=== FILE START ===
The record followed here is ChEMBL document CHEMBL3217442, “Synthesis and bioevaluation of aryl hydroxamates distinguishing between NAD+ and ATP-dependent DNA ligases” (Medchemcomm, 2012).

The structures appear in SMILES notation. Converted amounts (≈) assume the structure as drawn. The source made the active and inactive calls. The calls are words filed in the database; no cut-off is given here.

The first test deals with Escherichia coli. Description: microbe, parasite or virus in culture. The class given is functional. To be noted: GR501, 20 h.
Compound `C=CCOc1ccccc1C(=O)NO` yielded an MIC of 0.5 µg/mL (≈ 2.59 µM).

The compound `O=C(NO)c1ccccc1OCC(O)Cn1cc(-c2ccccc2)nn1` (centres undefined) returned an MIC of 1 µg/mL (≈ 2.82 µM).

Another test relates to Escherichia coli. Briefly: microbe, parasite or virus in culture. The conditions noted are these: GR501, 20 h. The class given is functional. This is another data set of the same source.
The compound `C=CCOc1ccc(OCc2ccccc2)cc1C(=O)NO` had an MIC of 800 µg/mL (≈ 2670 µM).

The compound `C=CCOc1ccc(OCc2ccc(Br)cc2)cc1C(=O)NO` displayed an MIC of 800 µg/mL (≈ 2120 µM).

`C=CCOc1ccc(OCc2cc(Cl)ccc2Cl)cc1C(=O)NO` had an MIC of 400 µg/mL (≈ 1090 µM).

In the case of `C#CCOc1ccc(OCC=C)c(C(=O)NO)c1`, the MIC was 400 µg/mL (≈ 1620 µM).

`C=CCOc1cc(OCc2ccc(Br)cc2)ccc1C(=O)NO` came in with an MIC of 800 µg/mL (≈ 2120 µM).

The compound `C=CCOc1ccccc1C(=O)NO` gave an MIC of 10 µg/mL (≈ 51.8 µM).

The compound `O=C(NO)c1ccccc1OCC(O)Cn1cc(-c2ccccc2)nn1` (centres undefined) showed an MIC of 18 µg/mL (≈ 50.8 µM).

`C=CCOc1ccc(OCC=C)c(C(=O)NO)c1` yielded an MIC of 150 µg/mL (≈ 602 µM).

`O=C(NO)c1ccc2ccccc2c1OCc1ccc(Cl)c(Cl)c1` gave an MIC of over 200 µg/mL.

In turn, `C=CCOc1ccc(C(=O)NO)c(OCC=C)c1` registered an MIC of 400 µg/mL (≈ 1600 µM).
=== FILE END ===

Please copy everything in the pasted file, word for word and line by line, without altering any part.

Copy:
The record followed here is ChEMBL document CHEMBL3217442, “Synthesis and bioevaluation of aryl hydroxamates distinguishing between NAD+ and ATP-dependent DNA ligases” (Medchemcomm, 2012).

The structures appear in SMILES notation. Converted amounts (≈) assume the structure as drawn. The source made the active and inactive calls. The calls are words filed in the database; no cut-off is given here.

The first test deals with Escherichia coli. Description: microbe, parasite or virus in culture. The class given is functional. To be noted: GR501, 20 h.
Compound `C=CCOc1ccccc1C(=O)NO` yielded an MIC of 0.5 µg/mL (≈ 2.59 µM).

The compound `O=C(NO)c1ccccc1OCC(O)Cn1cc(-c2ccccc2)nn1` (centres undefined) returned an MIC of 1 µg/mL (≈ 2.82 µM).

Another test relates to Escherichia coli. Briefly: microbe, parasite or virus in culture. The conditions noted are these: GR501, 20 h. The class given is functional. This is another data set of the same source.
The compound `C=CCOc1ccc(OCc2ccccc2)cc1C(=O)NO` had an MIC of 800 µg/mL (≈ 2670 µM).

The compound `C=CCOc1ccc(OCc2ccc(Br)cc2)cc1C(=O)NO` displayed an MIC of 800 µg/mL (≈ 2120 µM).

`C=CCOc1ccc(OCc2cc(Cl)ccc2Cl)cc1C(=O)NO` had an MIC of 400 µg/mL (≈ 1090 µM).

In the case of `C#CCOc1ccc(OCC=C)c(C(=O)NO)c1`, the MIC was 400 µg/mL (≈ 1620 µM).

`C=CCOc1cc(OCc2ccc(Br)cc2)ccc1C(=O)NO` came in with an MIC of 800 µg/mL (≈ 2120 µM).

The compound `C=CCOc1ccccc1C(=O)NO` gave an MIC of 10 µg/mL (≈ 51.8 µM).

The compound `O=C(NO)c1ccccc1OCC(O)Cn1cc(-c2ccccc2)nn1` (centres undefined) showed an MIC of 18 µg/mL (≈ 50.8 µM).

`C=CCOc1ccc(OCC=C)c(C(=O)NO)c1` yielded an MIC of 150 µg/mL (≈ 602 µM).

`O=C(NO)c1ccc2ccccc2c1OCc1ccc(Cl)c(Cl)c1` gave an MIC of over 200 µg/mL.

In turn, `C=CCOc1ccc(C(=O)NO)c(OCC=C)c1` registered an MIC of 400 µg/mL (≈ 1600 µM).